Based on my many experiments in computational linguistics, I suggest that babies first acquire quons, the most frequent words or affixes in a language. This is counter-intuitive: we observe that a baby's first use of language is of nuons, the 'content words' of language. It is only much later that children begin to use quons. I suggest that the theory that babies acquire some quons first is a sound one. The suggested sequence of learning accounts for some aspects of language acquisition which are language-independent and which need no 'hard-wired' grammar.
A few quons are acquired by matching sound patterns to memories of sounds. They are not at first linked to mental models. In a very real sense, for a baby, these quons, these 'grammar words' are entirely meaningless. The infant brain simply stores significantly frequent speech sounds. In the case of English, 'the' will be at the top of the list. The infant brain creates a template of 'the' plus a significant silence: the end of sentence marker. The only 'assumption' made by the brain is that high frequency words are cues, quons, and the lower frequency words bracketed by quons and by silence are nuons.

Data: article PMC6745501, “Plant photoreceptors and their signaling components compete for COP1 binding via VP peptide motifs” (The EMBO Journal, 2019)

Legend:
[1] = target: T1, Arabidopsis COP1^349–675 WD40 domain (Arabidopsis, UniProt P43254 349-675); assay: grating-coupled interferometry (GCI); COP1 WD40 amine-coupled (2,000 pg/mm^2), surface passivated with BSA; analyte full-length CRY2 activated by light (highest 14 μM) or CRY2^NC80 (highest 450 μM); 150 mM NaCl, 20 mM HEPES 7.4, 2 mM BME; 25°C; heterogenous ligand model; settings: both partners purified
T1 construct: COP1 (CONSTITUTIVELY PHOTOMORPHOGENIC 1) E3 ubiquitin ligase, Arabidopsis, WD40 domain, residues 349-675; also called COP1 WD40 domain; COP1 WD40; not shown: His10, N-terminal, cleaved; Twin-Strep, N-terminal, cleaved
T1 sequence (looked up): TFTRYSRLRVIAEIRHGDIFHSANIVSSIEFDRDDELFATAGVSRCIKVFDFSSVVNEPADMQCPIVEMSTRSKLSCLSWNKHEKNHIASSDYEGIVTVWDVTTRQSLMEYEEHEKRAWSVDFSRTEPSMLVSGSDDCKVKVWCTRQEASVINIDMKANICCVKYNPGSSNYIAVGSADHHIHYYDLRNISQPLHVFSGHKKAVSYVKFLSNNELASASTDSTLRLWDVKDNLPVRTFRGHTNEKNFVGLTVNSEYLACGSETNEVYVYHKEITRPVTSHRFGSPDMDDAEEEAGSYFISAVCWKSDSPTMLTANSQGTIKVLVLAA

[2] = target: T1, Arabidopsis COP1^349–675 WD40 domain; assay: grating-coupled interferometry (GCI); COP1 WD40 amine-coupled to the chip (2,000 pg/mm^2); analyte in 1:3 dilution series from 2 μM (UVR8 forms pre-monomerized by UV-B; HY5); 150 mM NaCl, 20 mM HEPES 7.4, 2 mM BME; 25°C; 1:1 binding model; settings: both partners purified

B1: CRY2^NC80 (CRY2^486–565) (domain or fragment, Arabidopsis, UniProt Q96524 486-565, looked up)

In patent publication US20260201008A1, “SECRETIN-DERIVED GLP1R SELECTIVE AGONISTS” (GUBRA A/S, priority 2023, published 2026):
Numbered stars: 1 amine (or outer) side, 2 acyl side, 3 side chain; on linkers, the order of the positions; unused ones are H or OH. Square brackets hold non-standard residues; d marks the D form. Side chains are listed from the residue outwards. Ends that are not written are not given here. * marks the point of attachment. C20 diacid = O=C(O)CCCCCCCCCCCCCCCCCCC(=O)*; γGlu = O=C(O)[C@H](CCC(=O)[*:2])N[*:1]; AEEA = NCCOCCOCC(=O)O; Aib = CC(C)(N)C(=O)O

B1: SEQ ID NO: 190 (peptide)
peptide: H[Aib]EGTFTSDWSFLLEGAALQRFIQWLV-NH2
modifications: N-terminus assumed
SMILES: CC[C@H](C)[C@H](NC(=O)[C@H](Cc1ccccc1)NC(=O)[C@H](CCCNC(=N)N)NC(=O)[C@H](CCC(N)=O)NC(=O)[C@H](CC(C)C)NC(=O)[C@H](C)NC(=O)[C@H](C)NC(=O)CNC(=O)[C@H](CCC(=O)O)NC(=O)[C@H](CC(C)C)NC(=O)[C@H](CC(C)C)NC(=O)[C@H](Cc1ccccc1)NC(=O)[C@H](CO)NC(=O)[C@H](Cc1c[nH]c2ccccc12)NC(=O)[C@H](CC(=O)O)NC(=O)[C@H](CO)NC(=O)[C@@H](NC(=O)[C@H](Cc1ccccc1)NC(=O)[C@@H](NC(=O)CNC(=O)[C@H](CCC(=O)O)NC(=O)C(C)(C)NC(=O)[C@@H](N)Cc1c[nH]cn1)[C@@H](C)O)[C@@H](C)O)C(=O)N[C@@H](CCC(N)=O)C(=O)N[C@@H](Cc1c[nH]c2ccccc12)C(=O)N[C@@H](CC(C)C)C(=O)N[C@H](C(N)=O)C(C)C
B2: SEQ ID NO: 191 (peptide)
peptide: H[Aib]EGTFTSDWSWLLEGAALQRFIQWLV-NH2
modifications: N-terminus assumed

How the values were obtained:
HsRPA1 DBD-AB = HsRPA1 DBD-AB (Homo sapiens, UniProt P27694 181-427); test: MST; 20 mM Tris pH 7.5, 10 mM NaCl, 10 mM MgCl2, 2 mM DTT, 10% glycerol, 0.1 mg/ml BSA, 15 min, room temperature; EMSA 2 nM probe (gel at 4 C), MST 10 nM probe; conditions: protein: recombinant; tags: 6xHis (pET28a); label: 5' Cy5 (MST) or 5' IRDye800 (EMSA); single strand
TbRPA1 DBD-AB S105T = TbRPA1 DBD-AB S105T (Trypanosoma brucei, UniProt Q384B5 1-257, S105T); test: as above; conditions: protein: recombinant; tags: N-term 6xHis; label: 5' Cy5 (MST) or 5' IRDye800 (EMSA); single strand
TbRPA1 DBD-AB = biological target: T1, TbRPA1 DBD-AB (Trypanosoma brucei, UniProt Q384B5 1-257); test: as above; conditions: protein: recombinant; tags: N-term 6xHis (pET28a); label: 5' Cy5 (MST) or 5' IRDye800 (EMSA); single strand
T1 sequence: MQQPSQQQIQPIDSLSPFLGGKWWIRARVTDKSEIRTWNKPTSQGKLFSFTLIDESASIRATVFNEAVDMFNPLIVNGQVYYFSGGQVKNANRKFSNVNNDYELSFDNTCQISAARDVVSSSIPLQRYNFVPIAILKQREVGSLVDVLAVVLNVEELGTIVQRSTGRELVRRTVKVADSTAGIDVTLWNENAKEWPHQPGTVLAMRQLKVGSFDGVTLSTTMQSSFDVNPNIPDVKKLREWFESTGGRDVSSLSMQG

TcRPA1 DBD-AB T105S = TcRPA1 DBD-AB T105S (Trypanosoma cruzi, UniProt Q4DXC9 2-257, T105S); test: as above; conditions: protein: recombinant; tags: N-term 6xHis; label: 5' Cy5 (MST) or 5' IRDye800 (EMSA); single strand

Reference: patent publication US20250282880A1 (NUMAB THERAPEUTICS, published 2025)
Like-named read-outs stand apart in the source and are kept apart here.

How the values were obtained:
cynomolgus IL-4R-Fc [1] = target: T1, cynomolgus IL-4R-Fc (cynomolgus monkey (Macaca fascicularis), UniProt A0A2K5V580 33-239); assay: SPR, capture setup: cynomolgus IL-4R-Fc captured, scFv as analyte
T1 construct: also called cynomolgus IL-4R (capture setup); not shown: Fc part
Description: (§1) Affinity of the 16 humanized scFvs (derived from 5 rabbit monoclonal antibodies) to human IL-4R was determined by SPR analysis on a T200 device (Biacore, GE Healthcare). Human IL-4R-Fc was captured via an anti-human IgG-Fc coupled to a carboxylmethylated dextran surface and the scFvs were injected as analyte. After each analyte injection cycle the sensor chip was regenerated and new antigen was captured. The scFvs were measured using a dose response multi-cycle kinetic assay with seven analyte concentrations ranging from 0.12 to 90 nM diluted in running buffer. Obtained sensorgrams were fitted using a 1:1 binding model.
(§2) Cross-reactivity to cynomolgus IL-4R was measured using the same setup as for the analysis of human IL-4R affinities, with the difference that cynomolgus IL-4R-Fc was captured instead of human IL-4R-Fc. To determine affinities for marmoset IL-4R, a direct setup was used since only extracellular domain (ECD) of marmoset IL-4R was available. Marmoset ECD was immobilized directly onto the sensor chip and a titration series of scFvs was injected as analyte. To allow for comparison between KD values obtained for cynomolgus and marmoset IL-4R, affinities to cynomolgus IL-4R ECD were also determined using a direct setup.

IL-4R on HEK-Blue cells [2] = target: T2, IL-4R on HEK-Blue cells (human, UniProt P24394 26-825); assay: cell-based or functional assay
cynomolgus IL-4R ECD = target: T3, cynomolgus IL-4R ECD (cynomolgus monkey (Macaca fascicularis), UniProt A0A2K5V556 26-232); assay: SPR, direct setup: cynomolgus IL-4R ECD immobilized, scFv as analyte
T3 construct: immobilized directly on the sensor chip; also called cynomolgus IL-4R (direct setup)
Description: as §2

If particular nuons exhibit regular associations with objects or events in a baby's environment, they will be attached to the baby's primitive mental models of those events or objects. As the baby comes to develop motor, cognitive and language skills, some mental models, already labelled by nuons due to the stochastic processes of 'data gathering' from overheard speech, will be put into use. The models, matching some thing in the baby's environment, will trigger a language output.
In the early stages, errors of application will be made. The mental models will be far too coarse. Perhaps any two-legged tall thing with a deep voice will trigger 'daddy'. But as the baby modifies its learned categories, and as it more correctly labels those categories with words stochastically pre-acquired, the baby will gradually learn to more accurately use speech to signify objects and events.
Hauser, Chomsky, Fitch: The Faculty of Language: What Is It, Who Has It, and How Did It Evolve? free pdf
Introduction to the Study of Language THE HUMAN LANGUAGE SERIES #2
Acquiring the Human Language: "Playing the Language Game" free pdf
A wealth of links for the student of linguistics: Philippe Schlenker's home page.
The next article in the series, A Science Of Human Language - Part #10, further explains the concept of error-handling in human language.
If you have enjoyed this article, you may enjoy other articles, mostly about language, in my blog The Chatter Box